The proposer’s behavior in the ultimatum game in 11 Mexican villages
Natalia Candelo Londono (),
Catherine Eckel () and
Economics Letters, 2019, vol. 177, issue C, 5-8
Previous research suggests several motivations behind the proposer’s behavior in the Ultimatum Game, deviating from an income maximizing strategy. Proposers who deviate from this strategy are more altruistic, more risk averse, have false beliefs about the norm of fairness in their society, and therefore, offer more than what is acceptable for the responder in this game. We test these hypotheses with a large representative sample of 1009 subjects from 11 villages across Mexico. Participants make decisions in an ultimatum game and a dictator game. Our results vary systematically across villages, and support that proposers’ decisions are motivated by altruistic motives and their own hypothetical Minimum Acceptable Offer (i.e., false consensus: their beliefs), more than their risk preferences.
Keywords: Ultimatum game; Altruism; Risk; False consensus; Beliefs; Lab-in-the-field (search for similar items in EconPapers)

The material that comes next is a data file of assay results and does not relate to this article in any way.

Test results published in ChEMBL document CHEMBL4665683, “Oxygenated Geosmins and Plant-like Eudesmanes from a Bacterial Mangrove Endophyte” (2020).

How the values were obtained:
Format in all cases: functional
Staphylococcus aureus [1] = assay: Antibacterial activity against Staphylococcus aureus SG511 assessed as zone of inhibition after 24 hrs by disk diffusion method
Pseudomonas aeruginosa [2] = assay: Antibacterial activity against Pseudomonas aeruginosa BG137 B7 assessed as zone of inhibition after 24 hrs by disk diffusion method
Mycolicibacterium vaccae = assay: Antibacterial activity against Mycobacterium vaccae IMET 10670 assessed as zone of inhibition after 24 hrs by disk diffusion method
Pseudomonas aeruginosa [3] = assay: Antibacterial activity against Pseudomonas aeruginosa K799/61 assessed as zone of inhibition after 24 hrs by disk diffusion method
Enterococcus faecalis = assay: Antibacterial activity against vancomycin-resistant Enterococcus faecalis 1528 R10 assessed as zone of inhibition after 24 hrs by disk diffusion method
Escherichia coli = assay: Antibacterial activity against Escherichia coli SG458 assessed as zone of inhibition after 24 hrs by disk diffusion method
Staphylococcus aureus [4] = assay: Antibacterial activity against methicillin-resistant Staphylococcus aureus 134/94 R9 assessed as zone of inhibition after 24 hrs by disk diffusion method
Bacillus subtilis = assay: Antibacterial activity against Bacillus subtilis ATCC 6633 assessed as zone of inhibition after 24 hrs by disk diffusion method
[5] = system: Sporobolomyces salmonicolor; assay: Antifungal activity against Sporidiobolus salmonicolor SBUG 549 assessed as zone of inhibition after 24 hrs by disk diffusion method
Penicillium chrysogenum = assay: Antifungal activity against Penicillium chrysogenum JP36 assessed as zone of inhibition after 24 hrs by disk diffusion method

JEL-codes: C91 C93 O1 H4 (search for similar items in EconPapers)
References: View references in EconPapers View complete reference list from CitEc
Citations: View citations in EconPapers (1) Track citations by RSS feed
Downloads: (external link)
Full text for ScienceDirect subscribers only
This item may be available elsewhere in EconPapers: Search for items with the same title.
Export reference: BibTeX
RIS (EndNote, ProCite, RefMan)
Persistent link: https://EconPapers.repec.org/RePEc:eee:ecolet:v:177:y:2019:i:c:p:5-8
Access Statistics for this article
Economics Letters is currently edited by Economics Letters Editorial Office
More articles in Economics Letters from Elsevier
Bibliographic data for series maintained by Dana Niculescu ().